The Third Industrial Revolution offers the hope that we can arrive at a sustainable post-carbon era by mid-century. What this exponential curve does isn't going to go away. He has also testified before numerous congressional committees, and since 1994, Mr. You know, some of it's capitalism's trying to absorb into it, like Uber. Ponder his premise, and think fresh and open thoughts on the Why of economic and social change. Here's what I would say to America: We lost the idea that infrastructure requires a partnership, a social market economy.
That's the key, new infrastructure. . When we change energy regimes, it makes possible much more complex economic relations. He got 3 billion people to watch his video. His thinking on the 6th Extinction, lock-in to old economic chains of communication, transportation and logistics, and energy is enlightening.
So young people are starting to empathize with each other through Facebook across the globe. She asked me to come there and help her address the question of how to grow the German economy on her watch. I don't know how Jimmy Wales came up with it. His monthly column on global issues appears in many of the world's leading newspapers and magazines, including The Los Angeles Times, The Guardian in the U. However, a great thing about America is that once the younger generation captures this story, the country will move fast and lead the rest of the world.
I have been working on environmental issues since the 1970s. It's real human beings who have to put up the wind turbines, the solar panels and all of that. We use a similar organizational model to the one used in the film industry. At the same time we established public schools in Europe and America. The evolving Internet of Things will allow conventional businesses enterprises, as well as millions of prosumers, to make and distribute their own renewable energy, use driverless electric and fuel-cell vehicles in automated car-sharing services and manufacture an increasing array of 3-D-printed physical products and other goods at very low marginal cost in the market exchange economy, or at near zero marginal cost in the Sharing Economy, just as they now do with information goods. Elena Holodny: Let's start with the basics. We've democratized the knowledge of the world in less than 16 years and the accuracy is good because this is a commons.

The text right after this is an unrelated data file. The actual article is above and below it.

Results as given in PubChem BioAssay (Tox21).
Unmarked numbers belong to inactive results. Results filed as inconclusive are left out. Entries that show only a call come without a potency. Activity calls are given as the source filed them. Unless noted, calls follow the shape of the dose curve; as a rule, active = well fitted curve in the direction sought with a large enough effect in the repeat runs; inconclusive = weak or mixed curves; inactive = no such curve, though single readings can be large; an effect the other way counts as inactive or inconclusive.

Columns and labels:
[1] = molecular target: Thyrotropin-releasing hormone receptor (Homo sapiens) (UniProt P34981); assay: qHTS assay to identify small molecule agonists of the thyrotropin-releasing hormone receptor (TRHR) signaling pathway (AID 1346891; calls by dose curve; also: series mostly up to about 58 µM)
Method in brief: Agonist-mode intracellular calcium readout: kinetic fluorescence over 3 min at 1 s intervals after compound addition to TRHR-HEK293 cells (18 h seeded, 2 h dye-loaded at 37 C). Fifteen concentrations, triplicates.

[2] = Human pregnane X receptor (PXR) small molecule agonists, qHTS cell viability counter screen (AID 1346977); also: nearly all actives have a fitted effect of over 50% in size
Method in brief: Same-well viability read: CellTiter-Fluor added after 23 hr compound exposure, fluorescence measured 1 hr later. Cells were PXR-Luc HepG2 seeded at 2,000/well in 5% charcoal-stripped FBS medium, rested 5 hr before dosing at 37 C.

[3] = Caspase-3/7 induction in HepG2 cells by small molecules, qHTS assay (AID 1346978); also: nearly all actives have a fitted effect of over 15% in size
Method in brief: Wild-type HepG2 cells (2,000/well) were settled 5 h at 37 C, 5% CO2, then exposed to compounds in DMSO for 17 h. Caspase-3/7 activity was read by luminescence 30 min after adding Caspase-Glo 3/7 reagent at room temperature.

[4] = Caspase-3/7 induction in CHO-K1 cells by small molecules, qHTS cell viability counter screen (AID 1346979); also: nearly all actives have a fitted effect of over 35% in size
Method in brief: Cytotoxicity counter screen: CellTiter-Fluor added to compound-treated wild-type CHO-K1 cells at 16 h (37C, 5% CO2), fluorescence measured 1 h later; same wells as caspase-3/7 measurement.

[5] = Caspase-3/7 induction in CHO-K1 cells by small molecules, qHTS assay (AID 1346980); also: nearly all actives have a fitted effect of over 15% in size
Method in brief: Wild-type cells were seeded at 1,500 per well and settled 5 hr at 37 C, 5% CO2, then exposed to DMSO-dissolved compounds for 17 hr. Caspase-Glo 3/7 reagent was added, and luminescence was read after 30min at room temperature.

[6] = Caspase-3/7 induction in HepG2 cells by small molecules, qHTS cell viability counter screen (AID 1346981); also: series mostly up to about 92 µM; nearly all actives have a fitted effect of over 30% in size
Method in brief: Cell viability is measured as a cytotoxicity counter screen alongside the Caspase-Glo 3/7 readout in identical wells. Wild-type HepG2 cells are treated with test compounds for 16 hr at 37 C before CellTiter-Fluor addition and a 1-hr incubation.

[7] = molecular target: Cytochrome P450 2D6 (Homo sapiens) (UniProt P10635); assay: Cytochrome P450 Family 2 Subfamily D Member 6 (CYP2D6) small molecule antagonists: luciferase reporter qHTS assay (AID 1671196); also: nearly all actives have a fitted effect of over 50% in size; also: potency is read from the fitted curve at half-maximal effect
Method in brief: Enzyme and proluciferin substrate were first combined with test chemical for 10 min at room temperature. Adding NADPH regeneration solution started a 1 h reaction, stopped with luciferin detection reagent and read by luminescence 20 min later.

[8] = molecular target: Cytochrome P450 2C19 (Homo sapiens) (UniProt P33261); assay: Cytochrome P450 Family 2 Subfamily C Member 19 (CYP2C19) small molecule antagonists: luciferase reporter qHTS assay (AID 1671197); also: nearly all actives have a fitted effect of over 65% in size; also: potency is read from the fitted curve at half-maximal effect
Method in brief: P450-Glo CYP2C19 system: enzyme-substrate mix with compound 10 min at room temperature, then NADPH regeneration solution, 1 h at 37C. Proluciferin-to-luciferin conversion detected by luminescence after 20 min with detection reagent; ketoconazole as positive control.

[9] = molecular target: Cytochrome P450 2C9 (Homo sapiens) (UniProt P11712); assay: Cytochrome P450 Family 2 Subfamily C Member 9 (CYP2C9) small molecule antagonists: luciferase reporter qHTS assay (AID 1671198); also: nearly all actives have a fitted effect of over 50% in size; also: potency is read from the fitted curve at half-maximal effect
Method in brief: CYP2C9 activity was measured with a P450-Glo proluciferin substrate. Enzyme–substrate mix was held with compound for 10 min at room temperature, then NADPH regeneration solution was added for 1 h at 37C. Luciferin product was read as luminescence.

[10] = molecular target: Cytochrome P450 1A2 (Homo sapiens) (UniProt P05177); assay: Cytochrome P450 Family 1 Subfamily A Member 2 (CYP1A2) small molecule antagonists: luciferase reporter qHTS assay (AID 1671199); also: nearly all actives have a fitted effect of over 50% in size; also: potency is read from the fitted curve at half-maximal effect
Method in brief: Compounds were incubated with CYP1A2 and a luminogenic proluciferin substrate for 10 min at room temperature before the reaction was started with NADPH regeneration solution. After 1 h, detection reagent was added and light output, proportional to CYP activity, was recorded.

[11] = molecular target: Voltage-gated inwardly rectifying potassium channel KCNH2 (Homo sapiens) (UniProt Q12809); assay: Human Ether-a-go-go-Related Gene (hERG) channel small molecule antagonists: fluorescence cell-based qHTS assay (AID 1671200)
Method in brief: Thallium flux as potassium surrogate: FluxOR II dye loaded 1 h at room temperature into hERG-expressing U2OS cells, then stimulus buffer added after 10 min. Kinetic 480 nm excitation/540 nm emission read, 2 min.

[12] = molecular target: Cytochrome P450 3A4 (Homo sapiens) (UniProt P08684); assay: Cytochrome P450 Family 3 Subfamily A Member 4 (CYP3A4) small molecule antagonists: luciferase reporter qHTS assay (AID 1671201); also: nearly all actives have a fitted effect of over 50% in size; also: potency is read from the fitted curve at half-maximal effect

Archived from on March 25, 2012. The book was a New York Times best-seller, and has been translated into 19 languages. When these five pillars come together, they make up an indivisible technological platform--an emergent system whose properties and functions are qualitatively different from the sum of its parts. So the IoT, you know what it is, so they're sending big data. Rifkin also shows the pathway for other countries to coallece into a world-wide, new movement of sharing rather than exploitation. That data's not just going to a mysterious thing called the cloud.
Then they put the steam engine on rails for transportation. Rifkin, his staff, and a growing number of highly placed collaborators in both industry and government offices have been at work since the publication of the book in 2011 helping to develop custom-tailored regional plans consistent with this vision. More to the point, the European Union is virtually alone among the governments of the world in asking the big questions about our future viability as a species on Earth. The economic argument in this book gives me optimism that despite regressive politics, the sheer economic sense of embracing the Third Industrial Revolution will steamroll through and establish itself throughout the world, even in places such as North Korea and Australia. History is riddled with examples of great societies that collapsed, promising social experiments that withered, and visions of the future that never saw the light of day. Click on the cover image above to read some pages of this book! In other words, you had to put it all together.
Solar and wind are now cheaper in many places than some fossil fuels and within the next two years, three, four, five years at the most. This creation of a new energy regime, loaded by buildings, partially stored in the form of hydrogen, distributed via an energy internet, and connected to plug-in zero emission transport, established the five essential pillars of a Third Industrial Revolution infrastructure. He is both a realist, and, if at least one of his many books can be believed, an optimist. To grasp the enormity of the economic change taking place, we need to understand the technological forces that have given rise to new economic systems throughout history. Can any reasonable person believe for a moment that such unprecedented power is without substantial risk? Jeremy Rifkin: Let me just put context on this first. My read on history is that the great economic revolutions occur when two phenomena come together.
In the United States, he has testified before numerous congressional committees and has had success in litigation to ensure responsible government policies on a variety of environmental, scientific and technology related issues. We could soon enter the sixth great extinction of life on Earth, and it may take 10 million years to get life back. The Industrial Revolution, powered by oil and other fossil fuels, is spiraling into a dangerous endgame. There is no inevitability to the human sojourn. And the marginal costs is sending that music on the web is near zero. This interview has been edited for clarity and length.